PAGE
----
The family of a conservative Florida man who spent years in prison for drug trafficking was finally able to move on from their troubled past.
The son, now 22, has finally been allowed to enter college, he has a job, and his life is looking up, his mom told ABC News.
It all started in the late 1990s when the young man’s dad, a truck driver, was convicted for possession of cocaine.
The next year, he was arrested for another drug charge.
The charges were later dropped.
“I got my life in a big hurry, so I decided to go back to jail,” the young guy said.
“I got into my car and just drove out of there.”
The young man, now 21, is now studying business administration at Florida State University.
He’s been doing so well at FSU that he is hoping to earn a degree, but he has struggled with his personal life.
He was arrested in April 2014 for assaulting his father’s girlfriend.
He pleaded guilty to aggravated battery, but the charges were eventually dropped after he spent four years in jail.
The father told ABC he never intended to hurt his son.
“He’s always been a good kid, always wanted to do what he could to help,” the father said.
But in early 2016, things took a turn for the worse.
After his father was arrested, the young teen had a hard time adjusting.
He didn’t feel comfortable with his new life.
“It was hard for him to see the world,” his mother said.
He tried to find a way to deal with his father, but his dad wouldn’t talk to him.
“His reaction to that was, ‘Well, you’re gonna need to go to the jail,'” his mother added.
“He had the right to do that, but at that time, he didn’t have the maturity to handle it.”
In early 2017, the family received an unexpected phone call.
The father’s son had been found in the trunk of a car.
The man’s name was not immediately released.
“When you have a drug trafficking conviction, you don’t get to keep your job,” the mother said, adding that the young boy did not want to get involved in the illegal drug trade.
But the father did have an idea.
The young guy went to see his father once a week, so he knew he could be safe.
When the young dad showed up at the house, the teen’s mother said she didn’t want to have to go through that again.
“There’s not a lot of other options, so we had to do something,” she said.
In May, the dad’s son got his first job in a small office building in the Tampa Bay area.
The job paid $7 an hour, and he was able to take care of his son at home.
The teen was so excited about working there that he took a job at a local store, but things didn’t go well.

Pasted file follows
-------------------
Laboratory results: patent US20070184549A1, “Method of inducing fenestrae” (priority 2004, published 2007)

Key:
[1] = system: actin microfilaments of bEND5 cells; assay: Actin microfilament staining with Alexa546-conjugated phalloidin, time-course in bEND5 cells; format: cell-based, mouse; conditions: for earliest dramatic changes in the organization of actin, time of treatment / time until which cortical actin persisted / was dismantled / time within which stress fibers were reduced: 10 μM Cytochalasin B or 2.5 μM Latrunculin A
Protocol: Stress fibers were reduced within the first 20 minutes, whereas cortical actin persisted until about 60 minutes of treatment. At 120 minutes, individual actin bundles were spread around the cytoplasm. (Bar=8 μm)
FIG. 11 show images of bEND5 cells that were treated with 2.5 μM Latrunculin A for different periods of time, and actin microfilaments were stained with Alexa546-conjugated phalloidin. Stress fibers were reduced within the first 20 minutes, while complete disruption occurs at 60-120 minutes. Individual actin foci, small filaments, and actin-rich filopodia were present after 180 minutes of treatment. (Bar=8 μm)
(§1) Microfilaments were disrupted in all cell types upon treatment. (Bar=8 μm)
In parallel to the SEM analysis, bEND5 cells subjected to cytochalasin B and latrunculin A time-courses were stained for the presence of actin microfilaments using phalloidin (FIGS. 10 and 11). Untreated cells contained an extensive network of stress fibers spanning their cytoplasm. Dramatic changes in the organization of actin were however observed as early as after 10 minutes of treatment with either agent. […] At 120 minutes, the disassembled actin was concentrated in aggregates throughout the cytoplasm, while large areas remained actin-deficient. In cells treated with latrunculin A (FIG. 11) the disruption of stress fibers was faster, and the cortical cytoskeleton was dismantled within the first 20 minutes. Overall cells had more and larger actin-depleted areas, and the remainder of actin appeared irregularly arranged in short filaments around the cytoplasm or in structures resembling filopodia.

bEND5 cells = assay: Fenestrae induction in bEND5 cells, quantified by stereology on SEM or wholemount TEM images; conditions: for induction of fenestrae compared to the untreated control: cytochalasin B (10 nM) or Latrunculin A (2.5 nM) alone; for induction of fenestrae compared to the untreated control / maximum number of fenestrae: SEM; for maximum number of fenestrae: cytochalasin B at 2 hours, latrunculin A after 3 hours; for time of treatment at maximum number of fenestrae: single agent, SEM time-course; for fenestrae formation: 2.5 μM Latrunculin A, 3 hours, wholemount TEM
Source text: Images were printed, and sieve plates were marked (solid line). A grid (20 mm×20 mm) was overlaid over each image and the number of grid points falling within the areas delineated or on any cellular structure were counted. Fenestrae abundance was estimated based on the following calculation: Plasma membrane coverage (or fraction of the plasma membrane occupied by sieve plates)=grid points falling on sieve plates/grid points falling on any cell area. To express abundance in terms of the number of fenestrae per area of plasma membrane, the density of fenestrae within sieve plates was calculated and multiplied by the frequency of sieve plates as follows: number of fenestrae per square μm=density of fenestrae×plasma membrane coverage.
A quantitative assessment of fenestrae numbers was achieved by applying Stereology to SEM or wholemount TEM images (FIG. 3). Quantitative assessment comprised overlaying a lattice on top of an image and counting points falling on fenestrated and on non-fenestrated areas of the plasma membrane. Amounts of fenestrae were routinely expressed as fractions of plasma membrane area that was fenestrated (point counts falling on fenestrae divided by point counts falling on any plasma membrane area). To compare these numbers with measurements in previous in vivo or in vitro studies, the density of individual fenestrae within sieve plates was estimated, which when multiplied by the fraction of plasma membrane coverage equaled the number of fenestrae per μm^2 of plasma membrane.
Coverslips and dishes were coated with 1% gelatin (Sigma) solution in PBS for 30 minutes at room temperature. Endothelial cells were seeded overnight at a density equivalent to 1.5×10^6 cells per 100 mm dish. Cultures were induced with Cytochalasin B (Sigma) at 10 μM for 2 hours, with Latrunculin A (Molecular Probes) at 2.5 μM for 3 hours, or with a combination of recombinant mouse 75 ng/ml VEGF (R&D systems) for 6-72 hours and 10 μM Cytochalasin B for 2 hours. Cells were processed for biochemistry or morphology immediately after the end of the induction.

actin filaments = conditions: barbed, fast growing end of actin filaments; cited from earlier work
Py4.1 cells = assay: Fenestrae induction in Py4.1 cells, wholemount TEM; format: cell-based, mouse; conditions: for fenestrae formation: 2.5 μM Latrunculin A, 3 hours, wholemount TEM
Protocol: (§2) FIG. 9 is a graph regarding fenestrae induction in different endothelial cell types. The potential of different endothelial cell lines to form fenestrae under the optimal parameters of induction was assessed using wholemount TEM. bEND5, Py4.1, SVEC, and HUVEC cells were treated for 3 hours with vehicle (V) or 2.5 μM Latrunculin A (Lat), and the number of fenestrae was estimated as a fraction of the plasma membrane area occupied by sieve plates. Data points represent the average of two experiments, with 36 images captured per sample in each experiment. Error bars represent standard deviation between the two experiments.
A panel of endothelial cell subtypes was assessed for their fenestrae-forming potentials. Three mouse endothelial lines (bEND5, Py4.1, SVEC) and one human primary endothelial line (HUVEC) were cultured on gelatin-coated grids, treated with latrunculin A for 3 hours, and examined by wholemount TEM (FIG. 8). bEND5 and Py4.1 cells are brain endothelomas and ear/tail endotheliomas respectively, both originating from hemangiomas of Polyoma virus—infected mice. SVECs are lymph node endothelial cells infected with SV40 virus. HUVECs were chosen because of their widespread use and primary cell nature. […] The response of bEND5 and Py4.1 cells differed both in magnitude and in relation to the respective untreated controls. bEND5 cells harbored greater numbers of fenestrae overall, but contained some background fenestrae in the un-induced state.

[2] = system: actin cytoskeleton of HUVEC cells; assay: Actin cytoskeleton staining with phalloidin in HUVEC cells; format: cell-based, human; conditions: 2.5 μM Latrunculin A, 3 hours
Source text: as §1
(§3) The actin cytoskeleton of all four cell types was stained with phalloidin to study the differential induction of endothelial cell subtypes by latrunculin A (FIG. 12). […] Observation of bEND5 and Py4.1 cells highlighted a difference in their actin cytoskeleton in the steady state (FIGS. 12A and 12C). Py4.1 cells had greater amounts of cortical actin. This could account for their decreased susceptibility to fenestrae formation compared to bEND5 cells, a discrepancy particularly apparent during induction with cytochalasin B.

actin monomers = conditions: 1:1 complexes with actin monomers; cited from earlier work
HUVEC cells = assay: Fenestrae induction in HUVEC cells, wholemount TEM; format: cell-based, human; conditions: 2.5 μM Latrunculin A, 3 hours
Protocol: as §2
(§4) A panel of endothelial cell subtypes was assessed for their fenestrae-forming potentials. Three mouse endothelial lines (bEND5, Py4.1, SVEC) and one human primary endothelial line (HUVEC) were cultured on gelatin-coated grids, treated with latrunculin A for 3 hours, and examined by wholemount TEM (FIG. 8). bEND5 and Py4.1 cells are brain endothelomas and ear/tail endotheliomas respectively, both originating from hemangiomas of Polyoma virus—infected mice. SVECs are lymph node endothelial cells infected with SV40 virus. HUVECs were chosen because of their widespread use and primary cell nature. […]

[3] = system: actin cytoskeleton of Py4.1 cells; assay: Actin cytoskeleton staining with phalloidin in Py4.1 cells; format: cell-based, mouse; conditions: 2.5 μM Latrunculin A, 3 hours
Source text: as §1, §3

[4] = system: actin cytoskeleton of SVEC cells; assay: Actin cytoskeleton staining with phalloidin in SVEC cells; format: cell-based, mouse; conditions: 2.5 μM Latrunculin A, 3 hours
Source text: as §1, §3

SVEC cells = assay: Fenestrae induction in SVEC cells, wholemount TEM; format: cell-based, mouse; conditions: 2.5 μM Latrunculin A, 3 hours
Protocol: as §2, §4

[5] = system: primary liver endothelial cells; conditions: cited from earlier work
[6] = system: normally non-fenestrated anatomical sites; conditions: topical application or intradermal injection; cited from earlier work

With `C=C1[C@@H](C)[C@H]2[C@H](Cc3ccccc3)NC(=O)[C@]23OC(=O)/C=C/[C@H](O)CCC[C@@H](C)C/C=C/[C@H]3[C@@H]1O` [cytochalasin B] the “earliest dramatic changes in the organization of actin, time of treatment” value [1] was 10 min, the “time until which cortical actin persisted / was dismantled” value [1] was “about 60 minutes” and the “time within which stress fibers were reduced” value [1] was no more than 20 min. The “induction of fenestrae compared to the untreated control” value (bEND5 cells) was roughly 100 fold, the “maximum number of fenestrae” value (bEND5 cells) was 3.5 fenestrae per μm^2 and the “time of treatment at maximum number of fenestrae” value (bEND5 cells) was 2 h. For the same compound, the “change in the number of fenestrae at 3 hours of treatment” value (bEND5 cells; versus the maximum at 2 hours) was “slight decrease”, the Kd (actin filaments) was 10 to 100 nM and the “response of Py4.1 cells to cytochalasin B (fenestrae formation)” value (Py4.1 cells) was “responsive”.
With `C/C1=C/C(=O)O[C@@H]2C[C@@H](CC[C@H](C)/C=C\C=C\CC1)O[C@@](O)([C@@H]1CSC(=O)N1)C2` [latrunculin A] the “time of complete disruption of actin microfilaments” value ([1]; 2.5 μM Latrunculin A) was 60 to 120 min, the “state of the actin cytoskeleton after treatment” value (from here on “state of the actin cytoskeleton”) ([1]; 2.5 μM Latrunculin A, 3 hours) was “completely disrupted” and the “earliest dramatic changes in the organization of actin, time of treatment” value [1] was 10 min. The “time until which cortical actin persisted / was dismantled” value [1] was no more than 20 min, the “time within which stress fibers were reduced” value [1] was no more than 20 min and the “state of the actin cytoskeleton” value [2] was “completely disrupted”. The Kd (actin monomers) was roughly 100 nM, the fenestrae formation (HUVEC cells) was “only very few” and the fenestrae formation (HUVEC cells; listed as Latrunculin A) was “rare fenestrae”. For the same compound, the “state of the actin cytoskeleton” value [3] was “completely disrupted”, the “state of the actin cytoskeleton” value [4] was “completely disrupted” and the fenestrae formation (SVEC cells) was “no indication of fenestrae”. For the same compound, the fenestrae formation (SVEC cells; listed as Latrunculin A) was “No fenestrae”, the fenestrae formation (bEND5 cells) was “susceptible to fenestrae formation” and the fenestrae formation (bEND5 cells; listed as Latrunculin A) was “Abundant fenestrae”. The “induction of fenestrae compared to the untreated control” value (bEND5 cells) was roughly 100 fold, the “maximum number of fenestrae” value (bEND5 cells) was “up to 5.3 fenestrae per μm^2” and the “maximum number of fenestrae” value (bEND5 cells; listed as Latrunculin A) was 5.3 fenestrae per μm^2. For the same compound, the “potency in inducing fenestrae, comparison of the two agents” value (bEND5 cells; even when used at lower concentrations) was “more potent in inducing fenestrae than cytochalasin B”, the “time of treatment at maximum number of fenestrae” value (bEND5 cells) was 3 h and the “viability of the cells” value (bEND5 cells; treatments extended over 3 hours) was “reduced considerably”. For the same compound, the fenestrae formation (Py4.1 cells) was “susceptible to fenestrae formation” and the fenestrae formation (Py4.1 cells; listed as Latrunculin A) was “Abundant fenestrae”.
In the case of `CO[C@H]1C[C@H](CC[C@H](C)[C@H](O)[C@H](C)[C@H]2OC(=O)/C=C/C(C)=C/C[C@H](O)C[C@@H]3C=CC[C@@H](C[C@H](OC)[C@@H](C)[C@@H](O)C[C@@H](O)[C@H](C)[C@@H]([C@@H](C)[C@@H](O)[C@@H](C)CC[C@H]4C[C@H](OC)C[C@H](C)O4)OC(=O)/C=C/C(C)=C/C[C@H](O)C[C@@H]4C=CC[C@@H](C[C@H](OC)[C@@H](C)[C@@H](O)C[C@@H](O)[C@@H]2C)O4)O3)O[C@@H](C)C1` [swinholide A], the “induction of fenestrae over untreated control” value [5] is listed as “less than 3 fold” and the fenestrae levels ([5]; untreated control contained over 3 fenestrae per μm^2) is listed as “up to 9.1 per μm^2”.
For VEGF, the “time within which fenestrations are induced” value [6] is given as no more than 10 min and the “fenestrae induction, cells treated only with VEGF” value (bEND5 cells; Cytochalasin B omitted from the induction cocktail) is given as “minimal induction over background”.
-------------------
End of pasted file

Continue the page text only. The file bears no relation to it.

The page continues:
The company was looking for someone to fill a job vacancy.
The boy’s dad had recently been laid off.
The young man had been laid-off before, and the company did not offer him the same opportunity.
“The company wasn’t looking for a full-time position, and I knew that wasn’t going to happen,” the mom said.
The teenager told his father that he wanted to be a trucker.
But his father said he needed to find something else to do.
So the young lad found a job in another part of town.
“We were still trying to figure out what he wanted,” the man’s mother added, “so we called the office and we were told, ‘You’ve got to go.
You’re going to need to get your life in order.'”
In December, the man learned that his father had been sentenced to 10 years in federal prison for selling heroin.
The family’s lawyer was notified of the sentencing and reached out to the U.S. attorney’s office.
“All we knew was that his dad had been incarcerated for selling drugs and we needed him out of the house and into rehab,” the lawyer said.
On March 5, the father and the teen finally made it to a rehab facility in downtown Orlando.
The facility, which is located right in the middle of downtown Orlando, was filled with addicts.
The mother said the young family was able the help him through the initial phases of his recovery.
“That’s when the big thing came, when we could see that he was in recovery,” she added.
The couple now has a good relationship with the rehab center, and they both receive treatment at the facility.
They plan to have a homecoming party for the teen this summer, and have been invited to participate.
“My heart is beating so fast.
I’m like, ‘Thank you, thank you, THANK YOU, thank YOU, THANK you,'” the father’s mother told ABC.
“You can’t imagine the support that we’ve been able to get, how many times we